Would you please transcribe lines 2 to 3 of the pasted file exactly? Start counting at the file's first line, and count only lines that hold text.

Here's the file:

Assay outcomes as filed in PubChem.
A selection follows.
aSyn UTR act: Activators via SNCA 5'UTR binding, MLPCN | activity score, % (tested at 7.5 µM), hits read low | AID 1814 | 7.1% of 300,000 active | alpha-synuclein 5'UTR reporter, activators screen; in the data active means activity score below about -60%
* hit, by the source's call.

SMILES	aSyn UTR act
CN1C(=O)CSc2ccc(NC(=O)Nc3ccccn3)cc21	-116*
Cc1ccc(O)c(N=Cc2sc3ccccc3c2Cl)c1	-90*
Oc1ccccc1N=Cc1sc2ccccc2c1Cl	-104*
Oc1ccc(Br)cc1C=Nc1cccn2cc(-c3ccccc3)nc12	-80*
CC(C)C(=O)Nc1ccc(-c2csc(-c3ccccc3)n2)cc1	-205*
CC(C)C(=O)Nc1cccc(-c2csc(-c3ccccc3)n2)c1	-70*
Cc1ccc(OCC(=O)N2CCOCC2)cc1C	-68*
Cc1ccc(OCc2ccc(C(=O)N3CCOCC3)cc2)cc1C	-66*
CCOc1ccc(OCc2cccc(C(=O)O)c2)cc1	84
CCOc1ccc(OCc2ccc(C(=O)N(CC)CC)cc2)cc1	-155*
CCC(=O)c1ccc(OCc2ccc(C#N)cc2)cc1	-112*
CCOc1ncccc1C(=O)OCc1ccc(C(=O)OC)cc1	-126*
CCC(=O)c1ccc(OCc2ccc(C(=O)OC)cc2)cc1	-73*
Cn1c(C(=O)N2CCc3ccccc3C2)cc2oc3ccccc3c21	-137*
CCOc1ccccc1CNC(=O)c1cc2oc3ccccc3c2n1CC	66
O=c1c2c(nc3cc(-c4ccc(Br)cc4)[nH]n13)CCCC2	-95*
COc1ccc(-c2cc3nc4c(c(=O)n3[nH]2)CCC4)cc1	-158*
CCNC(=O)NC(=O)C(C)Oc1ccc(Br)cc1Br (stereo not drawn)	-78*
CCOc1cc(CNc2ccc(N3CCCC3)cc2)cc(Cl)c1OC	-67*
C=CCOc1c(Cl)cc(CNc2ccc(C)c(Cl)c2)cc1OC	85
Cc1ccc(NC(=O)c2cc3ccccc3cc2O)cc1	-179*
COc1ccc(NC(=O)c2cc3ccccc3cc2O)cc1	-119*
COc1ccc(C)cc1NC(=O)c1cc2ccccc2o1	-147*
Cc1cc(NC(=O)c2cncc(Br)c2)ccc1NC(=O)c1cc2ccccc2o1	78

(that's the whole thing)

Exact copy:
A selection follows.
aSyn UTR act: Activators via SNCA 5'UTR binding, MLPCN | activity score, % (tested at 7.5 µM), hits read low | AID 1814 | 7.1% of 300,000 active | alpha-synuclein 5'UTR reporter, activators screen; in the data active means activity score below about -60%